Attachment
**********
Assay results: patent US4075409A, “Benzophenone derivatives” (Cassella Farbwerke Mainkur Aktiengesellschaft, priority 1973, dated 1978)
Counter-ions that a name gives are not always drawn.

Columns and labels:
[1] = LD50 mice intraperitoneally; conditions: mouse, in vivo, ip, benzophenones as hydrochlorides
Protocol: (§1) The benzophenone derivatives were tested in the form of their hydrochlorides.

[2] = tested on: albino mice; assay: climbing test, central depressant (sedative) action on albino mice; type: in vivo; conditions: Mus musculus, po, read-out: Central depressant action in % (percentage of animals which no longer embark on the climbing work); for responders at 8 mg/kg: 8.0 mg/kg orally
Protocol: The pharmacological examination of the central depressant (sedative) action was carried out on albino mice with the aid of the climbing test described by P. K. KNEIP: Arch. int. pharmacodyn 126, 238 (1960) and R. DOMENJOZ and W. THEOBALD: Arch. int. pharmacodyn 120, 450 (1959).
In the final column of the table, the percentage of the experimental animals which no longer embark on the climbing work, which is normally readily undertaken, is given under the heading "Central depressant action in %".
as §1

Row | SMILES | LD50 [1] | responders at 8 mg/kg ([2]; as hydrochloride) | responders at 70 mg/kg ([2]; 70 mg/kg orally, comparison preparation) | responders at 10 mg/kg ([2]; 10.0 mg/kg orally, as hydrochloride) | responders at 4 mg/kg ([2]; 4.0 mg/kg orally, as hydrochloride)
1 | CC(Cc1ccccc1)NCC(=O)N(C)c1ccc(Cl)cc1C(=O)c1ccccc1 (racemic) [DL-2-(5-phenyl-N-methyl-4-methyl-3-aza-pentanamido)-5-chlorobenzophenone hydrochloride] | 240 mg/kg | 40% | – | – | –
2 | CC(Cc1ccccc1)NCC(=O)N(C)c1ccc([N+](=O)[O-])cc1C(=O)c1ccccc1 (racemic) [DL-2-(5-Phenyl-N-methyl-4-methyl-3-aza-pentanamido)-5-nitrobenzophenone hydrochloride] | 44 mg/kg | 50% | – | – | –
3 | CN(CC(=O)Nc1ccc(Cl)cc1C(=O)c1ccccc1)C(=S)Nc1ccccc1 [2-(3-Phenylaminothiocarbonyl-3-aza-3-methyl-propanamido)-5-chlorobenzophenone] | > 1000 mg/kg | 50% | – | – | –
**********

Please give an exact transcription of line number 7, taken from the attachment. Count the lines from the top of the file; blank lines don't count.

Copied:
Protocol: The pharmacological examination of the central depressant (sedative) action was carried out on albino mice with the aid of the climbing test described by P. K. KNEIP: Arch. int. pharmacodyn 126, 238 (1960) and R. DOMENJOZ and W. THEOBALD: Arch. int. pharmacodyn 120, 450 (1959).